Alpha CRC's newsletter presents its participation in the Cambridge Half Marathon, some industry insights, employment opportunities, and its latest work.
Q1 newsletter 2020-2021 Alpha CRC
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The Alpha Charity Fund
Set up in 2018, the Alpha Charity Fund has supported a number of funding initiatives close to Alpha employees' hearts. Most recently it has agreed to support all the Alpha employees who are running the Cambridge Half Marathon in October 2021 – the runners in turn are supporting a wide range of organizations and fundraising groups, and we are thereby helping everyone along the way. We are also currently in talks with local schools on how we may be able to help them in the future.
The Alpha Charity Committee manages the fund aimed at supporting these charitable events and organisations. Funds are drawn from initial company donations and the committee decides on the distribution of funds once a quarter by reviewing the applications received.
The Charity Fund committee is formed of five Alpha staff members. They are currently Mária Bršlíková, Orsi Batta, Olga Vershinina, Aimee Gallagher and Darren Hughes.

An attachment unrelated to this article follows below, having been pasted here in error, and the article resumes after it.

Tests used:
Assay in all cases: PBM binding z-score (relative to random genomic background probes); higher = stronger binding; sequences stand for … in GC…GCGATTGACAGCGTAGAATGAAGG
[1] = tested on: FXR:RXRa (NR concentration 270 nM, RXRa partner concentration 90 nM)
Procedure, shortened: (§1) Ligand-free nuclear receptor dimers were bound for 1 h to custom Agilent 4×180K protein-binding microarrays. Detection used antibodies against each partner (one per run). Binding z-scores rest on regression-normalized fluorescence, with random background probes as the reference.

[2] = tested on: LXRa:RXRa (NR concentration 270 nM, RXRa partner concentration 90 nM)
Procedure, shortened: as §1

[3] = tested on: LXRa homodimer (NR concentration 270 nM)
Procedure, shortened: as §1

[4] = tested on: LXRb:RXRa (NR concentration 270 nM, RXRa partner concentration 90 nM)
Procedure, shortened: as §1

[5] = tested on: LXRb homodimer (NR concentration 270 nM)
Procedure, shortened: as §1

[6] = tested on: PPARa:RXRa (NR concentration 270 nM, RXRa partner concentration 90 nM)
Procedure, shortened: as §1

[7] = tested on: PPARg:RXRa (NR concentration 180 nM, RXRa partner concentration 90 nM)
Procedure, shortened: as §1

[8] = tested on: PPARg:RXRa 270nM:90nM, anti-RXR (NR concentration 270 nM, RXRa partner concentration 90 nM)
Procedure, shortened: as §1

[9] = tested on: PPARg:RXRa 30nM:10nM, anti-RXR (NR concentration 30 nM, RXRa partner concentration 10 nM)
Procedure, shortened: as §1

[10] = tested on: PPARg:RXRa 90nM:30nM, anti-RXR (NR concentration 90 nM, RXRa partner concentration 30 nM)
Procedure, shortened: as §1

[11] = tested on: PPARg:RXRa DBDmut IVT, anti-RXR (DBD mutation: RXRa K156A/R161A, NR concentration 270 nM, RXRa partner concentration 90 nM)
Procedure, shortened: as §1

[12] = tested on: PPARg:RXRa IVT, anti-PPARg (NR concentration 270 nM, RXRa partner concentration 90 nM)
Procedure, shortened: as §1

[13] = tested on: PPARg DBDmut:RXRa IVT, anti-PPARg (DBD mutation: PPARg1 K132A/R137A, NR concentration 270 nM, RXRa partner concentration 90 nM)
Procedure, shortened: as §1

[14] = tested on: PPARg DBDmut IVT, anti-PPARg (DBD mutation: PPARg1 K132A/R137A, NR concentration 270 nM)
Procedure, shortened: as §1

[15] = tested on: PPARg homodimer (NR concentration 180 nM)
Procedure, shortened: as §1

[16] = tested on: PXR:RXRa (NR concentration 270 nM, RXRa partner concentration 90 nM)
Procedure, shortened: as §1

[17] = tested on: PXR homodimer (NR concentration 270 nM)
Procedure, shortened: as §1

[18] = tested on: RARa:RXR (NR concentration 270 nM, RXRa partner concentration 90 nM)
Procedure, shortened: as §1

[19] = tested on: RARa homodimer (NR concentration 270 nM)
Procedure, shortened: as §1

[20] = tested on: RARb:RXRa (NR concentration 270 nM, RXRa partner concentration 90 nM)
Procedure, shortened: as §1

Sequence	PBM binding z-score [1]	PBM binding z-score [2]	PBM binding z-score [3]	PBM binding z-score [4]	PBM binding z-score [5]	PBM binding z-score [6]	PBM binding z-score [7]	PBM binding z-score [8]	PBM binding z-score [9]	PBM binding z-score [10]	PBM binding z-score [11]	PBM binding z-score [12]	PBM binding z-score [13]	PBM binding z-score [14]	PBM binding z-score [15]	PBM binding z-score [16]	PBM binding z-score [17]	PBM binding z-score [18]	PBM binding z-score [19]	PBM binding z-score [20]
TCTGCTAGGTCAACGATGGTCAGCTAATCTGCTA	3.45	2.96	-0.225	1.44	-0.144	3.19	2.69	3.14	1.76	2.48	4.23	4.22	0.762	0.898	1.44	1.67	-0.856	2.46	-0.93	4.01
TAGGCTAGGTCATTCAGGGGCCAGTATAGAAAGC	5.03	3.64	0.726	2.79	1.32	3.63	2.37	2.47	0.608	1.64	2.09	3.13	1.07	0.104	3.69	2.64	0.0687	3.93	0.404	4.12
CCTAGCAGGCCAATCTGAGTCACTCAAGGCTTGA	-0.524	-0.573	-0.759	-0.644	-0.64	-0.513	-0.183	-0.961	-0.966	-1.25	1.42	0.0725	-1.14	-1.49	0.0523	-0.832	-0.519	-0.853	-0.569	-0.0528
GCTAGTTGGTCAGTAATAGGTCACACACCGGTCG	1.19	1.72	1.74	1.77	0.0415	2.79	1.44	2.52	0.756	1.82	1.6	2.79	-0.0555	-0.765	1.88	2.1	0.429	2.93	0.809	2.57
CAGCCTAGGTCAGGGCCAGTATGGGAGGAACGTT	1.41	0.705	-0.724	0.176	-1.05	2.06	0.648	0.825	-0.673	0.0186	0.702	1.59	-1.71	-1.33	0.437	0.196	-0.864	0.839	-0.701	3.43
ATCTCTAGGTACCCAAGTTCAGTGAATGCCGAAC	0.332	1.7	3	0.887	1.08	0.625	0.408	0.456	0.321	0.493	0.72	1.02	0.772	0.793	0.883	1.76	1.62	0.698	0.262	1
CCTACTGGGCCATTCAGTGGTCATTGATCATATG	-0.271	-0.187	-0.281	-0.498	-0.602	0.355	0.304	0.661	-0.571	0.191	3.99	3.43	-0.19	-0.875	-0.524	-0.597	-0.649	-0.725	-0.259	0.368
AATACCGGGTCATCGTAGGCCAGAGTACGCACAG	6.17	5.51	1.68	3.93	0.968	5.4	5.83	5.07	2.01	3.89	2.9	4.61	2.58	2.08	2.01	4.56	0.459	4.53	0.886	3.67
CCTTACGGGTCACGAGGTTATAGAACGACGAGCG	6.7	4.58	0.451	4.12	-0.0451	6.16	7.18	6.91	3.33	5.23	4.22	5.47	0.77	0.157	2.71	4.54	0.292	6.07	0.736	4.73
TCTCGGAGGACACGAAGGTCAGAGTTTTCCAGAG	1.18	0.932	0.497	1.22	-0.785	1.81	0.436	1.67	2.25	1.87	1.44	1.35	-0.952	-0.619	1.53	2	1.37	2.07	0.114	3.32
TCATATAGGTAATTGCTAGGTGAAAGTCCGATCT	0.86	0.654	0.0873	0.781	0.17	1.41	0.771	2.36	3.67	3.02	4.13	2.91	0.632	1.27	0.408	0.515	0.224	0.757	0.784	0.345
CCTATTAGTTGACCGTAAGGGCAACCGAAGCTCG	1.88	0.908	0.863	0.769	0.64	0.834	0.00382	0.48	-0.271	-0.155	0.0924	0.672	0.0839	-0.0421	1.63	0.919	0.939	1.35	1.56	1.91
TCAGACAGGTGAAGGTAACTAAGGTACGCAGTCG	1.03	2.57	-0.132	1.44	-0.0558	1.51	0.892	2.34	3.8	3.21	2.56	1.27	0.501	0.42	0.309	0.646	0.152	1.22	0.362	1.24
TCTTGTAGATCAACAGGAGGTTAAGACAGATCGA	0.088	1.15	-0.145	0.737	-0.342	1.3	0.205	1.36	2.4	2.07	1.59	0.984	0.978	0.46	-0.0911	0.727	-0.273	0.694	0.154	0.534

Cambridge Half Marathon
Alpha has put together a team of 8 employees to run the Cambridge Half Marathon on the 17th October. The team will be sponsoring various charities, including
Translators Without Borders, Amnesty, and Reprieve. This will be Alpha's big charity event of 2021.
The TTP Cambridge Half Marathon race starts at 9:30am, with a number of waves going off for almost an hour. This year, they will be once again using six sites, including St Ives and Longstanton, which both come in along the guided busway, alongside the sites at Milton, Trumpington, Newmarket and Madingley Road.
The route will take in two Cambridge colleges – Jesus College and King's College. The run will pass through the grounds and get a good look at the historic buildings.
Alpha CRC's Grateful Eight
Here are the profiles of our champion 'Grateful Eight' runners, representing Alphafor the main event:
Paul says that a number of things made him want to run the Half Marathon - definitely to "keep myself moving and motivated" through the lockdown, in addition to the opportunity to run with colleagues, and also to do something positive for their chosen charities. When asked what he's most looking forward to most for the event, it was an easy answer – "I'm looking forward to a well-earned pint of beer at the end..."
Paul has, in fact, ran both half and full marathons before, and he says that he very much enjoyed the Cambridge course, which winds its way through several colleges - a very attractive aspect forthis race. The charities Paul will be running for are Amnesty and Reprieve.
Although more of a cyclist, Baptiste says that he's been running for a while now, although never in an official race. One of the aspects which enticed Baptiste to take part in the Cambridge Half Marathon was that it is a good extra motivation. He believes it will be a great opportunity to test himself, as well as it being a good step towards a future marathon.